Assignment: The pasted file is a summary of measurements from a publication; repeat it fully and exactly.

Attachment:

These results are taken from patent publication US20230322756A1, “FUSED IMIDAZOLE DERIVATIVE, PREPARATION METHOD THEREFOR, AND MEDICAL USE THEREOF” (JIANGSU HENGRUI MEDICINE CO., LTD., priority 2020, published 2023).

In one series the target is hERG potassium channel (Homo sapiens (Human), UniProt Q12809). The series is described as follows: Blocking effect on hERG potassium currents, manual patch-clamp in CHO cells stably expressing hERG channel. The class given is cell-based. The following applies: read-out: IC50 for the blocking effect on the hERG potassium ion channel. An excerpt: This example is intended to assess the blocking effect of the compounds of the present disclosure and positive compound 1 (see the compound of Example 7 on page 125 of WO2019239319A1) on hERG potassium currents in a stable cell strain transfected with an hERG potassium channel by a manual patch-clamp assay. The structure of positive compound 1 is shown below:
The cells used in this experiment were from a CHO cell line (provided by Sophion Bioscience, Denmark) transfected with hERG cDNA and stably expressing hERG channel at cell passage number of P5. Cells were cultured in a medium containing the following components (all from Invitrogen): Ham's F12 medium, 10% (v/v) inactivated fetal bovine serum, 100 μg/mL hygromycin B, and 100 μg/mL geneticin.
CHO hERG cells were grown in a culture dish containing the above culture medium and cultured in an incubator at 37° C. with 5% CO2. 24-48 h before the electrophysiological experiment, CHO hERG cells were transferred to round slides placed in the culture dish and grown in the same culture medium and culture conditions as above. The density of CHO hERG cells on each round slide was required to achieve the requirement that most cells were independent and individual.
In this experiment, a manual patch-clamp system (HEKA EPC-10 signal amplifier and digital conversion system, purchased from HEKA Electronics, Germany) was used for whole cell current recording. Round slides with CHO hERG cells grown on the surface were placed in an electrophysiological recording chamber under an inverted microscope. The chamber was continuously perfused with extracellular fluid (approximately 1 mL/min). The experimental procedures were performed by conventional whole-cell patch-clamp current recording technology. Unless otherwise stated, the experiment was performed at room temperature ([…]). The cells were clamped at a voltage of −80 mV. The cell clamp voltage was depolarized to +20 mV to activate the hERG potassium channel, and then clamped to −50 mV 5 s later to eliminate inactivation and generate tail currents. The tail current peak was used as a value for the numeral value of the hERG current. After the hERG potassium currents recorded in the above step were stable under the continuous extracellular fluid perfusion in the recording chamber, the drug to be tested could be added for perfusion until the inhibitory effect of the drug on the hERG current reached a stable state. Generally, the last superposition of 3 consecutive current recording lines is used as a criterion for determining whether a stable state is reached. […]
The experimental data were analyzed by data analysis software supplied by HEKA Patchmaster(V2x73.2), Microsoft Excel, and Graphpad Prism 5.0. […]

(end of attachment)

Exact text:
These results are taken from patent publication US20230322756A1, “FUSED IMIDAZOLE DERIVATIVE, PREPARATION METHOD THEREFOR, AND MEDICAL USE THEREOF” (JIANGSU HENGRUI MEDICINE CO., LTD., priority 2020, published 2023).

In one series the target is hERG potassium channel (Homo sapiens (Human), UniProt Q12809). The series is described as follows: Blocking effect on hERG potassium currents, manual patch-clamp in CHO cells stably expressing hERG channel. The class given is cell-based. The following applies: read-out: IC50 for the blocking effect on the hERG potassium ion channel. An excerpt: This example is intended to assess the blocking effect of the compounds of the present disclosure and positive compound 1 (see the compound of Example 7 on page 125 of WO2019239319A1) on hERG potassium currents in a stable cell strain transfected with an hERG potassium channel by a manual patch-clamp assay. The structure of positive compound 1 is shown below:
The cells used in this experiment were from a CHO cell line (provided by Sophion Bioscience, Denmark) transfected with hERG cDNA and stably expressing hERG channel at cell passage number of P5. Cells were cultured in a medium containing the following components (all from Invitrogen): Ham's F12 medium, 10% (v/v) inactivated fetal bovine serum, 100 μg/mL hygromycin B, and 100 μg/mL geneticin.
CHO hERG cells were grown in a culture dish containing the above culture medium and cultured in an incubator at 37° C. with 5% CO2. 24-48 h before the electrophysiological experiment, CHO hERG cells were transferred to round slides placed in the culture dish and grown in the same culture medium and culture conditions as above. The density of CHO hERG cells on each round slide was required to achieve the requirement that most cells were independent and individual.
In this experiment, a manual patch-clamp system (HEKA EPC-10 signal amplifier and digital conversion system, purchased from HEKA Electronics, Germany) was used for whole cell current recording. Round slides with CHO hERG cells grown on the surface were placed in an electrophysiological recording chamber under an inverted microscope. The chamber was continuously perfused with extracellular fluid (approximately 1 mL/min). The experimental procedures were performed by conventional whole-cell patch-clamp current recording technology. Unless otherwise stated, the experiment was performed at room temperature ([…]). The cells were clamped at a voltage of −80 mV. The cell clamp voltage was depolarized to +20 mV to activate the hERG potassium channel, and then clamped to −50 mV 5 s later to eliminate inactivation and generate tail currents. The tail current peak was used as a value for the numeral value of the hERG current. After the hERG potassium currents recorded in the above step were stable under the continuous extracellular fluid perfusion in the recording chamber, the drug to be tested could be added for perfusion until the inhibitory effect of the drug on the hERG current reached a stable state. Generally, the last superposition of 3 consecutive current recording lines is used as a criterion for determining whether a stable state is reached. […]
The experimental data were analyzed by data analysis software supplied by HEKA Patchmaster(V2x73.2), Microsoft Excel, and Graphpad Prism 5.0. […]